WASHINGTON — Rather than approve billions of dollars in new spending to stimulate the economy, Congress should use money that has not yet been spent from a $700 billion financial bailout bill that passed in October, Sen. John Ensign said Monday.
Almost $350 billion from the Troubled Assets Relief Program remains unspent after the Bush administration tapped into the fund to inject capital into banks, to support mortgage lenders Fannie Mae and Freddie Mac, and to bail out the AIG insurance company.
Treasury Secretary Henry Paulson said Monday the administration was working on new programs to stimulate lending.
The Treasury Department must get permission from Congress before it can access the remaining $350 billion. Ensign, R-Nev., said congressional leaders should consult with Paulson about diverting some of that money into stimulus efforts.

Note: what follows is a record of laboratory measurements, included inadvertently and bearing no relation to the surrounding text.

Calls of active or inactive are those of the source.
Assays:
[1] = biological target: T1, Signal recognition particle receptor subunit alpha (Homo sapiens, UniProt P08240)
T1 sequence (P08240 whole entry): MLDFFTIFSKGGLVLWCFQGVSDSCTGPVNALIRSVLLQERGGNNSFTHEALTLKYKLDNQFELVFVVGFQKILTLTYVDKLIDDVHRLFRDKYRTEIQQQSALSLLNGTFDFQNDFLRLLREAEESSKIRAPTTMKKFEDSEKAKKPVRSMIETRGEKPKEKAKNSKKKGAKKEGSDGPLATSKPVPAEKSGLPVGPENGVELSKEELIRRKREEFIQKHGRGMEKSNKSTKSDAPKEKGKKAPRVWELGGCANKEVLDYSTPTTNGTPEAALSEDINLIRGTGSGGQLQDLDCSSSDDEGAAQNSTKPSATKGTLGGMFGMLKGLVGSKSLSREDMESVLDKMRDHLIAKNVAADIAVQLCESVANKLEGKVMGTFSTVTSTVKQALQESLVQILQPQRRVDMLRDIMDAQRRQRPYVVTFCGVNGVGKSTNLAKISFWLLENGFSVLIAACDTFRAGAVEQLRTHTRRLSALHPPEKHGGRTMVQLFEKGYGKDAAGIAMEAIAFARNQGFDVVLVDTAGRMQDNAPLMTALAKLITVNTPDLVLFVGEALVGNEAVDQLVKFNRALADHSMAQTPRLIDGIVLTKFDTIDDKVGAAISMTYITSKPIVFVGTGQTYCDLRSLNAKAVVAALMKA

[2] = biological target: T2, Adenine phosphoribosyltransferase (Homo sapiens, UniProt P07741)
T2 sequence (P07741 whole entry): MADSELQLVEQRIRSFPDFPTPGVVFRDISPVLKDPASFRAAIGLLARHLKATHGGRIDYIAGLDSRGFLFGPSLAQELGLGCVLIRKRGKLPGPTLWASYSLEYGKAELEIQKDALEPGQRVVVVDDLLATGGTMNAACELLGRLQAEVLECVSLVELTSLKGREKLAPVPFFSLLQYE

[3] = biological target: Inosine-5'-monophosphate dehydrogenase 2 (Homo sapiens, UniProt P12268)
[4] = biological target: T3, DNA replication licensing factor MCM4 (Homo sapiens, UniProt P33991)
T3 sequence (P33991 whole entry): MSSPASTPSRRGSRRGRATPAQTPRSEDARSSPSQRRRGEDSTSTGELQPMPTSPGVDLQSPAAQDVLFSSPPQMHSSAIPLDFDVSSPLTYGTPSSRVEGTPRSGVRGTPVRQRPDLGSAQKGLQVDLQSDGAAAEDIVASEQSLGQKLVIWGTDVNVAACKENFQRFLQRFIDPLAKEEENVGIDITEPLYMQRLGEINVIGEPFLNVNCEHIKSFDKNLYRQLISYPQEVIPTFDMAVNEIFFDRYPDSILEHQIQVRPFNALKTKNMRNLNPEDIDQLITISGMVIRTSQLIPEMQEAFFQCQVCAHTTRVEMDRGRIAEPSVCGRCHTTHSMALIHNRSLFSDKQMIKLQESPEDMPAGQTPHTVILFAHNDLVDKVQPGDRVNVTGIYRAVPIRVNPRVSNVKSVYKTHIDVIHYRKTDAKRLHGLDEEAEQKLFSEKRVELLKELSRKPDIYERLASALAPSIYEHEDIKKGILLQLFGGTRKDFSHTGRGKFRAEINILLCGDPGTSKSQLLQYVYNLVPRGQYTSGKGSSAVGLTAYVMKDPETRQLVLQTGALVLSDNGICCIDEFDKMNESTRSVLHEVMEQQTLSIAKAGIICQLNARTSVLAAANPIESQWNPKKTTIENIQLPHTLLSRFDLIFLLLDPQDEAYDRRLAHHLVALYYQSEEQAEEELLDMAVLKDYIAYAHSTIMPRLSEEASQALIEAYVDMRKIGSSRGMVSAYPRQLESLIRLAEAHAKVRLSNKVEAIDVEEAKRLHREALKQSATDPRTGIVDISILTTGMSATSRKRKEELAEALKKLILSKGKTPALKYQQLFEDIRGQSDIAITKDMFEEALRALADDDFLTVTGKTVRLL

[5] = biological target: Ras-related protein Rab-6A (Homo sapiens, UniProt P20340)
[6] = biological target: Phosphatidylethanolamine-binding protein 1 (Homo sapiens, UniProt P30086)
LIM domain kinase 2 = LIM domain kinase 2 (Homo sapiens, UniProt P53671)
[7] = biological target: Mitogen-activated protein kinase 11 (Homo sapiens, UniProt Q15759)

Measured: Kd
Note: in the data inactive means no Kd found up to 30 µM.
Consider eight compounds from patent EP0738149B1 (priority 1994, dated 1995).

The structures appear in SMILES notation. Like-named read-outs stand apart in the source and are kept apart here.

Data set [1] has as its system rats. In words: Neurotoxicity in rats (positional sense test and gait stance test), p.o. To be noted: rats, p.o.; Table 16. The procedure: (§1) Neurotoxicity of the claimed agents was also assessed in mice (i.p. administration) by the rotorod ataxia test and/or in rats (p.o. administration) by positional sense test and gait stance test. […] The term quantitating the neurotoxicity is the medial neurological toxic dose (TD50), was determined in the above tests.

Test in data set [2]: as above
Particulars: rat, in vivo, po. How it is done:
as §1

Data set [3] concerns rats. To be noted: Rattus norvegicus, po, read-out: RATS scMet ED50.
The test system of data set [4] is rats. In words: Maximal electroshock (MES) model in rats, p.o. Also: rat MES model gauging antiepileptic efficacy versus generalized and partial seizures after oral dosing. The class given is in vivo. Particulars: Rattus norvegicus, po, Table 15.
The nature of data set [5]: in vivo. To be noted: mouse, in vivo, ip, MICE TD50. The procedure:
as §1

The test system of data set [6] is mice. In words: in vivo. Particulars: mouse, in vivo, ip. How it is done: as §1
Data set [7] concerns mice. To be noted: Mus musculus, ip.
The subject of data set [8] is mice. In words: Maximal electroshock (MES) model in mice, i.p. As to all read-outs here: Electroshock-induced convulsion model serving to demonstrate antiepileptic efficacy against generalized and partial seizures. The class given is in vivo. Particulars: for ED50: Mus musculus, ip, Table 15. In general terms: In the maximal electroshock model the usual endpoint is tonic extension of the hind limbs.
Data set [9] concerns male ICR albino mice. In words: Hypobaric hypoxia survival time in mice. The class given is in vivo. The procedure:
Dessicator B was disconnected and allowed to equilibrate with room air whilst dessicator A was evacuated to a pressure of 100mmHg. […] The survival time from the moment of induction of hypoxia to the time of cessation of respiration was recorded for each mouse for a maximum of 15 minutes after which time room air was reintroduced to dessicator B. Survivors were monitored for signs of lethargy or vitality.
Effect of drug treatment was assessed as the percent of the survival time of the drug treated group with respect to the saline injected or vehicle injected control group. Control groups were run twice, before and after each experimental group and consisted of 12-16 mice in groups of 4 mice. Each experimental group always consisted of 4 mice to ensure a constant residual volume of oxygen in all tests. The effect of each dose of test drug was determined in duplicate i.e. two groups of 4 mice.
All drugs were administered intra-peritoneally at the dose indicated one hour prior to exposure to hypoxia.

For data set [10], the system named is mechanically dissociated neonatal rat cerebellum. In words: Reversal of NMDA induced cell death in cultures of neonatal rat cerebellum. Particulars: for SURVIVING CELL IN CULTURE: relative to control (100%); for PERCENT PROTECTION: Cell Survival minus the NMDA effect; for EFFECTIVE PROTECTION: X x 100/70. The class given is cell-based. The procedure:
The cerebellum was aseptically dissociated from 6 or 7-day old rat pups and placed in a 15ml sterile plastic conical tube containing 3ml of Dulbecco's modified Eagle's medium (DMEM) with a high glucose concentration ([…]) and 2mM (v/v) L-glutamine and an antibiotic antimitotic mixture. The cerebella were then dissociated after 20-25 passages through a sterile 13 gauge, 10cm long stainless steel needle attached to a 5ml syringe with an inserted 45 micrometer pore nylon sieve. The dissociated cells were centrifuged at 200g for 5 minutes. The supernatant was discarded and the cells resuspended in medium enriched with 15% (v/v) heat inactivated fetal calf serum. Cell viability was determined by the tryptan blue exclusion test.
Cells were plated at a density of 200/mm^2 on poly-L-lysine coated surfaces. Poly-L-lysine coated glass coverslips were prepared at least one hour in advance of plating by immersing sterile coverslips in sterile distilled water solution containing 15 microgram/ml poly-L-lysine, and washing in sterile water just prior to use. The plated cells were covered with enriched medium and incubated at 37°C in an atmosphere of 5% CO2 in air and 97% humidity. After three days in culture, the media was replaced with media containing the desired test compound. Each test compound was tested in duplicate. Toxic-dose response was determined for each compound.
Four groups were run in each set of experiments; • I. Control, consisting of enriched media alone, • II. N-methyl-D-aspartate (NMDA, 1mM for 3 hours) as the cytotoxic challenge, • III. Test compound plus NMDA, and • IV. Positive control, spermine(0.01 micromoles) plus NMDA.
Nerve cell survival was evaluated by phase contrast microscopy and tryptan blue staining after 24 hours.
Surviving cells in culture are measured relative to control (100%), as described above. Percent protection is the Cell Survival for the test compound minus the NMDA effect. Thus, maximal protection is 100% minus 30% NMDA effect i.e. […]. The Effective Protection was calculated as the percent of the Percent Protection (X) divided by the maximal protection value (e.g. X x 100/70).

“I am very, very concerned about the deficit,” Ensign said. “You cannot just spend money like crazy out there. We should at least take a look at the $350 billion.”
Ensign said at least some amount should pay for tax breaks to stimulate the economy, including a $15,000 tax credit for new home buyers.
Congress considered that earlier this year, but settled on a tax break that amounted to an interest-free loan up to $7,500.
Democrats are forming legislation that could include spending to rebuild roads and bridges, and for new renewable energy projects, on the grounds that such infrastructure spending creates jobs.
Governors also have lobbied for federal spending to help states meet health care obligations through the Medicaid program, and also more assistance to unemployed workers who have yet to find new jobs.
Senate Majority Leader Harry Reid of Nevada last week estimated the price tag of a new stimulus bill could reach about $500 billion, and that Congress would likely pass it soon after President-elect Barack Obama takes office.